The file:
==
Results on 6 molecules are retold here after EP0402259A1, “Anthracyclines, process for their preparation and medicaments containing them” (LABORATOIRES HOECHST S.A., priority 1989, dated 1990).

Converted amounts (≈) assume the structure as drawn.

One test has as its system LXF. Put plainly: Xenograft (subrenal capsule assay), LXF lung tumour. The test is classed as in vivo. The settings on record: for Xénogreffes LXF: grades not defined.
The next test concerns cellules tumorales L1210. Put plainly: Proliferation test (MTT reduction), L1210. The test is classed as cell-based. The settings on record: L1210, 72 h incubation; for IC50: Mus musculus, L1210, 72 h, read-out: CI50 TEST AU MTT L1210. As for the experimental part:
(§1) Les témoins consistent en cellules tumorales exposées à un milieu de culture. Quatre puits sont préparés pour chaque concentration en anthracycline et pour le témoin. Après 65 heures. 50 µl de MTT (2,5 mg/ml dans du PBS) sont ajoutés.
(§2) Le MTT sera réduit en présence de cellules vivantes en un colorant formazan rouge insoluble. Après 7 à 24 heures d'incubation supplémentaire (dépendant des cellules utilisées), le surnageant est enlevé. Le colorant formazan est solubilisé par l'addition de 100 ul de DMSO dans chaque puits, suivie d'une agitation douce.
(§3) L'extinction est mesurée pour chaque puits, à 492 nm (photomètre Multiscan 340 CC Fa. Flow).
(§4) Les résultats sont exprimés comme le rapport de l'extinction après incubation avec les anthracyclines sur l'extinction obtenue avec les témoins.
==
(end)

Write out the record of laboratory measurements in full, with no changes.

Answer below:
Results on 6 molecules are retold here after EP0402259A1, “Anthracyclines, process for their preparation and medicaments containing them” (LABORATOIRES HOECHST S.A., priority 1989, dated 1990).

Converted amounts (≈) assume the structure as drawn.

One test has as its system LXF. Put plainly: Xenograft (subrenal capsule assay), LXF lung tumour. The test is classed as in vivo. The settings on record: for Xénogreffes LXF: grades not defined.
The next test concerns cellules tumorales L1210. Put plainly: Proliferation test (MTT reduction), L1210. The test is classed as cell-based. The settings on record: L1210, 72 h incubation; for IC50: Mus musculus, L1210, 72 h, read-out: CI50 TEST AU MTT L1210. As for the experimental part:
(§1) Les témoins consistent en cellules tumorales exposées à un milieu de culture. Quatre puits sont préparés pour chaque concentration en anthracycline et pour le témoin. Après 65 heures. 50 µl de MTT (2,5 mg/ml dans du PBS) sont ajoutés.
(§2) Le MTT sera réduit en présence de cellules vivantes en un colorant formazan rouge insoluble. Après 7 à 24 heures d'incubation supplémentaire (dépendant des cellules utilisées), le surnageant est enlevé. Le colorant formazan est solubilisé par l'addition de 100 ul de DMSO dans chaque puits, suivie d'une agitation douce.
(§3) L'extinction est mesurée pour chaque puits, à 492 nm (photomètre Multiscan 340 CC Fa. Flow).
(§4) Les résultats sont exprimés comme le rapport de l'extinction après incubation avec les anthracyclines sur l'extinction obtenue avec les témoins.